Let me row back from the extreme position that might be inherent in that statement. First, it is very important to deploy historical fact to counter misleading public presentations of what ‘history shows us’.  This was another reason I signed up to the ‘Fog in the Channel…’ letter.  There were some seriously dubious elements in Abulafia’s piece and it was important to point out that what he set out was very far from being the whole, let alone the only, story of British history, as he and HfB – implicitly (by their very name) – claimed. Second, you can’t get far in any discussion of history without some attention to the basic facts. Put another way, while you can oppose positivism from a discrete non-positivist standpoint, you can never stand outside empiricism – critique (to paraphrase Derrida on Reason) can only come from within.  However, as I have said too many times to count, history (as opposed to chronicling or antiquarianism) is the process of thinking, interpretation, explanation and critique, carried out on the basis of those facts, it does not stop at the latter's simple accumulation (most historical 'facts' are, to me, not especially interesting in and of themselves: this happened; that did not happen – factual accuracy is a duty not a virtue).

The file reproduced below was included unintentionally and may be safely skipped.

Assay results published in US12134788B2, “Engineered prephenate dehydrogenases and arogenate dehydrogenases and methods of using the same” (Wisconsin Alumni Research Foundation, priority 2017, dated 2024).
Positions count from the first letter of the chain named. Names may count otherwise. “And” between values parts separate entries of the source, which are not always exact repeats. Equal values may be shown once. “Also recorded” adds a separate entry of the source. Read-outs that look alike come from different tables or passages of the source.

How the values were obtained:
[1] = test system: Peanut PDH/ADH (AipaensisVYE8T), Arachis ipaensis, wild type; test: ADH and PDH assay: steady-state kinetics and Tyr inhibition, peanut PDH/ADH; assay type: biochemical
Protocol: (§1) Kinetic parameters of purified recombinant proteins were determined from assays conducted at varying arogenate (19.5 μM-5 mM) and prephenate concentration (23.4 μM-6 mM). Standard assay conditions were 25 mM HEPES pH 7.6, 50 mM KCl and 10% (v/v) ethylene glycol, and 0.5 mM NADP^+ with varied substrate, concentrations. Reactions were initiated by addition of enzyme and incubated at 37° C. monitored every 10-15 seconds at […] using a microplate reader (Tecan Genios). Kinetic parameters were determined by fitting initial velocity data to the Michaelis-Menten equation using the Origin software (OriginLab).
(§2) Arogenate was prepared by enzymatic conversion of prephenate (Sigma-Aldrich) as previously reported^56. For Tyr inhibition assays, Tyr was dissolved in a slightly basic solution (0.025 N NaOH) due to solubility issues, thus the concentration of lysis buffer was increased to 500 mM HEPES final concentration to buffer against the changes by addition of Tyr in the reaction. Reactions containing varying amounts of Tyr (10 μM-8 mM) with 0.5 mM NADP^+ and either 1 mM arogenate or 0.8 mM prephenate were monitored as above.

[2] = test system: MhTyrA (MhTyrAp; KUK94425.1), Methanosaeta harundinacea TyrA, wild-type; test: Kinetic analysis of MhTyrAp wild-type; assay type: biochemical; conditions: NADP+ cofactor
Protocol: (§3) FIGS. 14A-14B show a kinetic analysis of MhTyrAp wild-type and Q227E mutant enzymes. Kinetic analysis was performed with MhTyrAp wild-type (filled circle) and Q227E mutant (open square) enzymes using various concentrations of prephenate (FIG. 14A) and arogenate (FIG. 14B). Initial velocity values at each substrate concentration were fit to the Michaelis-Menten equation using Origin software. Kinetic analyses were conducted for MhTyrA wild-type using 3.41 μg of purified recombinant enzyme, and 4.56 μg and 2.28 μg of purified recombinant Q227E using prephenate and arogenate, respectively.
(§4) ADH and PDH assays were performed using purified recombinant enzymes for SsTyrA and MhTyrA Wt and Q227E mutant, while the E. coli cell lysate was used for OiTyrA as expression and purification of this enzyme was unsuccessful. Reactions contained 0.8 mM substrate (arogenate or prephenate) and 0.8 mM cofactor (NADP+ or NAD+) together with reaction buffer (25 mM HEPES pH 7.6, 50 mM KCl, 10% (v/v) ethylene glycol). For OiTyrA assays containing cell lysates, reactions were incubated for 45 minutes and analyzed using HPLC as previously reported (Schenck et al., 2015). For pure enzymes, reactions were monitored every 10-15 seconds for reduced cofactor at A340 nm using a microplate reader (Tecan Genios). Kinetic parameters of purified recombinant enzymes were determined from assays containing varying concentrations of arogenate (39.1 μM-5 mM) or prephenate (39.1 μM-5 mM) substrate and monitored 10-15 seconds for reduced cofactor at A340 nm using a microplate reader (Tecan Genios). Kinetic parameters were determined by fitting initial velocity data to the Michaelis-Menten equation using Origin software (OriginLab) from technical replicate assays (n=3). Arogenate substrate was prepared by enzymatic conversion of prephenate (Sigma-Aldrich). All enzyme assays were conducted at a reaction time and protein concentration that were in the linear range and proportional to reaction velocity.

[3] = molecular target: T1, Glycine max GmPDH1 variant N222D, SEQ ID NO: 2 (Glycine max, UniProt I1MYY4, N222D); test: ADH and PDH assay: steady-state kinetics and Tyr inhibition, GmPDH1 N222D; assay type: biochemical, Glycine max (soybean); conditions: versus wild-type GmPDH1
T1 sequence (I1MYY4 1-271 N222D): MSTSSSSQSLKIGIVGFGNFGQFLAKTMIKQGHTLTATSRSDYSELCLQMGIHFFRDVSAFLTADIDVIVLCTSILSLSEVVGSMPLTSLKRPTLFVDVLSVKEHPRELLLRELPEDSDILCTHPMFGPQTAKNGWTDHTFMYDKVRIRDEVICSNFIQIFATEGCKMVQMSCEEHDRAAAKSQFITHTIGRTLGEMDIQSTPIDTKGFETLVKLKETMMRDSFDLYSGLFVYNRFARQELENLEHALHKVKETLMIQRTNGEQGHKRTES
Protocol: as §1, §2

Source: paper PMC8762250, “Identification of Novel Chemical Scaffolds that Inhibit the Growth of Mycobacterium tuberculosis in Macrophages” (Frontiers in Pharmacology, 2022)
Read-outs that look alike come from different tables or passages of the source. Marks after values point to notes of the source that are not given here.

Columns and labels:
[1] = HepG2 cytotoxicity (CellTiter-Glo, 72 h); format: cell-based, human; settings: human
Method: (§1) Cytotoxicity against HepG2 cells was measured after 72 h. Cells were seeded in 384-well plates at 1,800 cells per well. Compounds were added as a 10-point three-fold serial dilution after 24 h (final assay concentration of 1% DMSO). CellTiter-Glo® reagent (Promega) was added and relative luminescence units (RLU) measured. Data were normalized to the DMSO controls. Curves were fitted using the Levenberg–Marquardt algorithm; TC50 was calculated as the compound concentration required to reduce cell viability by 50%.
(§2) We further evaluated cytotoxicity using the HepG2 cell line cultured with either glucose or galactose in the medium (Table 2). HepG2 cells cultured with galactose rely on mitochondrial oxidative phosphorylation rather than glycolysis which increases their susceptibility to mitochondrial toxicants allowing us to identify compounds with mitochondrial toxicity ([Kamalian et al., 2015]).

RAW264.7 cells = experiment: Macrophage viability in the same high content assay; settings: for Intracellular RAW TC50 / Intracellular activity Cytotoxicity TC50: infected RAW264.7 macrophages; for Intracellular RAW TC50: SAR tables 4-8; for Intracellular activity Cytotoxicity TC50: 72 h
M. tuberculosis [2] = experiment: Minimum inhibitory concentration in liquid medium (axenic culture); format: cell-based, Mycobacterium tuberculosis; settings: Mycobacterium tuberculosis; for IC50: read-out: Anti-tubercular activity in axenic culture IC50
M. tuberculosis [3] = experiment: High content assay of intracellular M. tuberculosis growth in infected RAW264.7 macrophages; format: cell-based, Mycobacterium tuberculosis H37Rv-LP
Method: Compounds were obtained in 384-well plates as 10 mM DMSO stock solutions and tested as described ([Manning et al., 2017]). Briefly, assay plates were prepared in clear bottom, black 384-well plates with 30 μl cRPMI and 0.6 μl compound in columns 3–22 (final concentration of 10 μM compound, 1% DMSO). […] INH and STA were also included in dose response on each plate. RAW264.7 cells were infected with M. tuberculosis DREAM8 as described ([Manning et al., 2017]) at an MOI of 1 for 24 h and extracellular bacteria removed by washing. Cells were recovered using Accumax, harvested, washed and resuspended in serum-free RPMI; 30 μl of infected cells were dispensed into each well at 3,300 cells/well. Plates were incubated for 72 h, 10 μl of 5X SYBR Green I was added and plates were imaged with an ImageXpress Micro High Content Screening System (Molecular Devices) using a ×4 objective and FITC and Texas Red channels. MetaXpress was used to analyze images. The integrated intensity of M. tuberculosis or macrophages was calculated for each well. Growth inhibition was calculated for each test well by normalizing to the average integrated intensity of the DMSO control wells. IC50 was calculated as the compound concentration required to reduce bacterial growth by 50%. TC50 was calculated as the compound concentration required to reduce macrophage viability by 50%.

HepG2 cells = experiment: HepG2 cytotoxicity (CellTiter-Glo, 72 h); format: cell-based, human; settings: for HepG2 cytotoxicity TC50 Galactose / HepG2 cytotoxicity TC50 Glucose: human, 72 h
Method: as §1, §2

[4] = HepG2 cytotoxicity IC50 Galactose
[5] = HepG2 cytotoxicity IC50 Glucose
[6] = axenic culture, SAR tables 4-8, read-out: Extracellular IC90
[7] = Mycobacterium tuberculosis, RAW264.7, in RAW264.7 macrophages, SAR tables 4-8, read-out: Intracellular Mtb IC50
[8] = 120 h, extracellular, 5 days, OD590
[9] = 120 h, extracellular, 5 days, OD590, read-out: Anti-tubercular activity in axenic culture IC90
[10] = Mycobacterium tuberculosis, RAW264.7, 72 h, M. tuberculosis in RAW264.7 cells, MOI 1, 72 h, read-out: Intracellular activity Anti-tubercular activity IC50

More seriously, both sides essentially see the course of history (as established by these facts) as providing a set of tramlines governing the proper path we should take in future.  This removes any kind of emancipatory potential from the study of history. Put another way, and to restate the counter-factual posited earlier, suppose you agreed with Abulafia (and after all he’s not wrong about everything) that Britain’s history was, fundamentally, profoundly different from that of mainland Europe and had run a quite separate course (there is a case that could be put to support that contention that would have to be taken seriously, even if it is not the one put forward by HfB).  But suppose that, unlike him, you thought that this had been a terrible thing and thought that Britain needed to incorporate itself more fully in Europe.  Or suppose that you thought that the authors of ‘Fog in the Channel…’ were fundamentally right that Britain’s history was entirely entwined with that of the mainland but that you thought that this was wholly regrettable.  In still other words, suppose that – like me – you thought that the course of the past had no force and provided no secure or reliable guide at all to what ought to be done in future.

So, what would one be able to contribute to a debate on these (or other) issues if one held a (superficially) seemingly nihilistic view, like mine, of history as random, chaotic, ironic, and unpredictable, and of the past as having no ability in and of itself to compel anyone to do anything? What, so to speak, would be the point of history?  Why would it matter?